Protests Crushed in Moscow, St. Pete

Police officers blocking a sidewalk at Triumfalnaya Ploshchad during a banned rally for the right to free assembly.

Police detained more than 60 activists in Moscow and St. Petersburg at demonstrations against restrictions on freedom of assembly.

Opposition activists stage demonstrations on Triumfalnaya Ploshchad in central Moscow and Nevsky Prospekt in St. Petersburg on the last day of each month with 31 days — symbolizing the right to free assembly secured under Article 31 of the Constitution.

In St. Petersburg, at least 300 protesters gathered on Nevsky Prospekt on Tuesday. A reporter saw police detaining some and dragging them to police buses. Interfax said 40 had been detained.

“The lower the ratings of the United Russia party fall, the more toughly we are dispersed,” Olga Kurnosova, a local opposition leader among those detained, said by telephone from a police station late Tuesday. “We can’t just keep silent. It is not about a violation of the Constitution, it’s about common sense.”

Recent polls show United Russia’s approval ratings have been falling ahead of State Duma elections in December.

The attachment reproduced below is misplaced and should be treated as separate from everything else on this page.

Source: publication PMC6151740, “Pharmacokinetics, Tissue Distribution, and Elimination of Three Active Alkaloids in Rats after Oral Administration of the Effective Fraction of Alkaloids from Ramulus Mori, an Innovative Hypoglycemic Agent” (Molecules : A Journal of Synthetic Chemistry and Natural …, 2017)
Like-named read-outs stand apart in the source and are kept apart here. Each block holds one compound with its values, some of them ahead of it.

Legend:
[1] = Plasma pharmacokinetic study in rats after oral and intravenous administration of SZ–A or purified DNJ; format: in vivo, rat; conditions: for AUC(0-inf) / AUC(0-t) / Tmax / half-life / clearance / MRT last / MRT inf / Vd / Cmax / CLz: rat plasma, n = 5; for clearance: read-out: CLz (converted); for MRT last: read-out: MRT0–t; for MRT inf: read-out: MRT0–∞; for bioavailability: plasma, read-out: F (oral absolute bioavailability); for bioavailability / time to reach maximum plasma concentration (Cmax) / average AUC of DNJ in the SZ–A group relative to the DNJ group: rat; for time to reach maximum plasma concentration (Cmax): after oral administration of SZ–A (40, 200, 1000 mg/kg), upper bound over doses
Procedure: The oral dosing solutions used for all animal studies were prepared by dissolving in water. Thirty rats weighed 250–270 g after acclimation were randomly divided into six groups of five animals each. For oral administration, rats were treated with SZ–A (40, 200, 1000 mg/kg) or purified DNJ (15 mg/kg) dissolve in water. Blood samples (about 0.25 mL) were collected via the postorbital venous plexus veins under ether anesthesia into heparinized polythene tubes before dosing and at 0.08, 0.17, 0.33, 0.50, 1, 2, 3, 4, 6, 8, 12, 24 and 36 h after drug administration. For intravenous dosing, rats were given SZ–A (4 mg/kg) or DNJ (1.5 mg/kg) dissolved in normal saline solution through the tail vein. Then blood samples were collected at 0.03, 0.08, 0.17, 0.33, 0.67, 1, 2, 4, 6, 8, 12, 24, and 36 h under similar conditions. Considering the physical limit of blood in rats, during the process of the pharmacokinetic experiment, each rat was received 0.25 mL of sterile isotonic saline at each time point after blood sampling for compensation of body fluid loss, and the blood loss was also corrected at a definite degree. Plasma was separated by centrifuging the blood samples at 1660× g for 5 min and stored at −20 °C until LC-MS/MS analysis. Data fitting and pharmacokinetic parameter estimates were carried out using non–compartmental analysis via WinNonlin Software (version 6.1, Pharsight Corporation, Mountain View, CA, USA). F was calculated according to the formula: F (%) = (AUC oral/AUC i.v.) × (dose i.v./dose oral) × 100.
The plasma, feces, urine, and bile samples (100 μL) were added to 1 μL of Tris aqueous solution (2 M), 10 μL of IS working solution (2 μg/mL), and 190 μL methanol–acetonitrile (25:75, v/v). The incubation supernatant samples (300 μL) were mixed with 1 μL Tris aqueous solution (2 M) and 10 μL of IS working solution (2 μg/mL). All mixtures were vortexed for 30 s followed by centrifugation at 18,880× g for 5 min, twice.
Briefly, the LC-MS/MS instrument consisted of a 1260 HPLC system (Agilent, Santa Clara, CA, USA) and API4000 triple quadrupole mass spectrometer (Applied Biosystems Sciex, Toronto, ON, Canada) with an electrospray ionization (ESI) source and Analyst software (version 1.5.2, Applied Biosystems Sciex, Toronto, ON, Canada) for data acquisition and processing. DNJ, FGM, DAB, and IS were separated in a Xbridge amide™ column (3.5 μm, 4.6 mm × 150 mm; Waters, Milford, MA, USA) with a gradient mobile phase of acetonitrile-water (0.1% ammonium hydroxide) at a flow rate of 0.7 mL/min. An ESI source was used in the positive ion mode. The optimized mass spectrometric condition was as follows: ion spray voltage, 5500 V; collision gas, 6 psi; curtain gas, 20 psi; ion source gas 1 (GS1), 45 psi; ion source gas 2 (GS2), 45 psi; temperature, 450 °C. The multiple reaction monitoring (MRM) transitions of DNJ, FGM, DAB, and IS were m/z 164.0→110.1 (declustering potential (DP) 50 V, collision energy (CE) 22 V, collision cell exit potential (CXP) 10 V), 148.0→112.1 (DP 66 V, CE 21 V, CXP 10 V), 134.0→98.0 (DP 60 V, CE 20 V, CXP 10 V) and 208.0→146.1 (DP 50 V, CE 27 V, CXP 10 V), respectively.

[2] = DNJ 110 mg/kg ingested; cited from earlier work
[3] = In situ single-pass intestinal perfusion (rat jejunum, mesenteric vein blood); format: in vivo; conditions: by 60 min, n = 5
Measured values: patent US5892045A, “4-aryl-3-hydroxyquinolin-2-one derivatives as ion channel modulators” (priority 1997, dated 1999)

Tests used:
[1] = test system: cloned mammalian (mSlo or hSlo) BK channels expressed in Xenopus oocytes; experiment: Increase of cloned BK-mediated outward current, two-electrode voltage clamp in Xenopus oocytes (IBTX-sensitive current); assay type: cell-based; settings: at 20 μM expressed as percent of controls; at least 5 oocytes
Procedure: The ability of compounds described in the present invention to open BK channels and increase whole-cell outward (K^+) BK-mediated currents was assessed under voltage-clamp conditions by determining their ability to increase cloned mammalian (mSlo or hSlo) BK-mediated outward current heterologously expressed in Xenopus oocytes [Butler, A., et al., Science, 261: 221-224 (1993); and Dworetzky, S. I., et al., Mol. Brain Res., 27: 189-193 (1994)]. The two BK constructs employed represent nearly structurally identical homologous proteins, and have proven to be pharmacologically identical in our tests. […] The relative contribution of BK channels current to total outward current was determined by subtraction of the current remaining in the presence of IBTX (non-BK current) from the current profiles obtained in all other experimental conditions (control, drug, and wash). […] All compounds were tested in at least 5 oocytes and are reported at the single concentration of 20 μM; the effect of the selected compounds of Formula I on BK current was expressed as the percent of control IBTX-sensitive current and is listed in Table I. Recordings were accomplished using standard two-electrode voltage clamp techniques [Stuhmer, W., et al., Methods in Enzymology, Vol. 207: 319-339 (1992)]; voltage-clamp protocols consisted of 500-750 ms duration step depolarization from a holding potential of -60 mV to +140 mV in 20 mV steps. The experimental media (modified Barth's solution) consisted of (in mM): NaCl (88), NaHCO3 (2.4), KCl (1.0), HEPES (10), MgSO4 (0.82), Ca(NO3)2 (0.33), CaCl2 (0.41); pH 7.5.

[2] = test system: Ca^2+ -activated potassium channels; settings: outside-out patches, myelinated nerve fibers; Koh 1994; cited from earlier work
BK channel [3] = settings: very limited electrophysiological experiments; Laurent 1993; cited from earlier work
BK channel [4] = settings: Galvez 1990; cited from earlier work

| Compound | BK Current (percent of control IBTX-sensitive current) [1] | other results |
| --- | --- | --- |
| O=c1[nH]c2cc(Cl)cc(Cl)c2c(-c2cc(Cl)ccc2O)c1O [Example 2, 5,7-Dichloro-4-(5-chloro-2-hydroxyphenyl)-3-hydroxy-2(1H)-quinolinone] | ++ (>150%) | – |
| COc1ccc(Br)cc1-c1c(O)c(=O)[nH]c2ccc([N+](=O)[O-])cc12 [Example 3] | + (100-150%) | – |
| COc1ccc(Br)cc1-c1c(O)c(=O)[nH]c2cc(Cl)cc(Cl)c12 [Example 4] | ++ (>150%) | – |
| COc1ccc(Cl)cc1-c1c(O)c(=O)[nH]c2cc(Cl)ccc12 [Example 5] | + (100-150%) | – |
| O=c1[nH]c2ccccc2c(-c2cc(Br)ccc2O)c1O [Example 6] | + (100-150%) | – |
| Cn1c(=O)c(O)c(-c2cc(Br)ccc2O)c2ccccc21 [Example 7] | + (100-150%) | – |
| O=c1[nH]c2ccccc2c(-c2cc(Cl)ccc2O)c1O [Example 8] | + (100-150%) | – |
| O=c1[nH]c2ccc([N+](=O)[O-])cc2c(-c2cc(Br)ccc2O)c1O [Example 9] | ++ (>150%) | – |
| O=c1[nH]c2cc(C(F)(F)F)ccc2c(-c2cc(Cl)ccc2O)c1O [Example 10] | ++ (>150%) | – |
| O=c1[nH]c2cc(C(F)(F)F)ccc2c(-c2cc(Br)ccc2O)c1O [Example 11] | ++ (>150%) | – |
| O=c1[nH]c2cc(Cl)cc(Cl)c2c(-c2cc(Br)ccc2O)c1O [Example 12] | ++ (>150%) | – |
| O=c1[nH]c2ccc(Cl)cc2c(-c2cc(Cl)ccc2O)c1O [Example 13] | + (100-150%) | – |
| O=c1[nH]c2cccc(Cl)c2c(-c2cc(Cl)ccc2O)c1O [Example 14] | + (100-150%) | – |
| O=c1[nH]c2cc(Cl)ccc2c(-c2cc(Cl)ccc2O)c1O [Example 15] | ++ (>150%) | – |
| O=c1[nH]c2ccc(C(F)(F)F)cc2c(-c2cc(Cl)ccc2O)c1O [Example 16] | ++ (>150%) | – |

A helicopter hovered over the crowd in St Petersburg, a tactic used police during similar protests in March in an apparent attempt to intimidate demonstrators. “Russia will be free” and “Free elections” were among the posters held by protesters.

In Moscow, police officers and journalists outnumbered several dozen protesters who gathered on Triumfalnaya Ploshchad, some holding posters and shouting slogans.

An elderly woman waved a poster reading “Exchange Putin for Khodorkovsky,” referring to the former oil tycoon in jail since 2003.

Twenty-six protesters, including opposition leaders Eduard Limonov and Ilya Yashin, were detained, Interfax reported. Protesters said at least 50 people were detained.

In October, Prime Minister Vladimir Putin shocked activists when he gave police a green light to disperse demonstrators forcefully, saying those who protest without permission would be “hit on the head with batons.”

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